The Way of the World By William Congreve Act IV



LADY. Dear Sir Rowland, I am confounded with confusion at the retrospection of my own rudeness, — I have more pardons to ask than the pope distributes in the year of jubilee. But I hope where there is likely to be so near an alliance, we may unbend the severity of decorum, and dispense with a little ceremony.

WAIT. My impatience, madam, is the effect of my transport; and till I have the possession of your adorable person, I am tantalised on the rack, and do but hang, madam, on the tenter of expectation.

LADY. You have excess of gallantry, Sir Rowland, and press things to a conclusion with a most prevailing vehemence. But a day or two for decency of marriage -

WAIT. For decency of funeral, madam! The delay will break my heart — or if that should fail, I shall be poisoned. My nephew will get an inkling of my designs and poison me — and I would willingly starve him before I die — I would gladly go out of the world with that satisfaction. That would be some comfort to me, if I could but live so long as to be revenged on that unnatural viper.

LADY. Is he so unnatural, say you? Truly I would contribute much both to the saving of your life and the accomplishment of your revenge. Not that I respect myself; though he has been a perfidious wretch to me.

WAIT. Perfidious to you?

LADY. O Sir Rowland, the hours that he has died away at my feet, the tears that he has shed, the oaths that he has sworn, the palpitations that he has felt, the trances and the tremblings, the ardours and the ecstasies, the kneelings and the risings, the heart- heavings and the hand-gripings, the pangs and the pathetic regards of his protesting eyes! — Oh, no memory can register.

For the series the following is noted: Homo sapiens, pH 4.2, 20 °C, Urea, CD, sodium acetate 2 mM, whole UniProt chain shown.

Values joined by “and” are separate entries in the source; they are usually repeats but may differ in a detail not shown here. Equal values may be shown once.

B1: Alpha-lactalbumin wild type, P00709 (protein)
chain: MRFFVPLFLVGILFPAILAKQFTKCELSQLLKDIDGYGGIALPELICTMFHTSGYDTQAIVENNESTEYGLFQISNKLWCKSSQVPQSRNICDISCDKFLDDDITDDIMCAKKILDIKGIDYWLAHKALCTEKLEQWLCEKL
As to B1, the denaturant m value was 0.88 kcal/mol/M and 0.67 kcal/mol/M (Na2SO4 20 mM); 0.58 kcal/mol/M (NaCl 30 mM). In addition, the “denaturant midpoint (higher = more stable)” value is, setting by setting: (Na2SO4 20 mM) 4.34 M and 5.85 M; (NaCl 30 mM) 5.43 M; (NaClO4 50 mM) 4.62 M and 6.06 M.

WAIT. What, my rival? Is the rebel my rival? A dies.

LADY. No, don't kill him at once, Sir Rowland: starve him gradually, inch by inch.

WAIT. I'll do't. In three weeks he shall be barefoot; in a month out at knees with begging an alms; he shall starve upward and upward, 'till he has nothing living but his head, and then go out in a stink like a candle's end upon a save-all.

LADY. Well, Sir Rowland, you have the way, — you are no novice in the labyrinth of love, — you have the clue. But as I am a person, Sir Rowland, you must not attribute my yielding to any sinister appetite or indigestion of widowhood; nor impute my complacency to any lethargy of continence. I hope you do not think me prone to any iteration of nuptials?

WAIT. Far be it from me -

LADY. If you do, I protest I must recede, or think that I have made a prostitution of decorums, but in the vehemence of compassion, and to save the life of a person of so much importance -

WAIT. I esteem it so -

LADY. Or else you wrong my condescension -

WAIT. I do not, I do not -

LADY. Indeed you do.

WAIT. I do not, fair shrine of virtue.

LADY. If you think the least scruple of causality was an ingredient -

WAIT. Dear madam, no. You are all camphire and frankincense, all chastity and odour.

LADY. Or that -

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Lady Wishfort, who is __________ years old, is vain and susceptible to false flattery.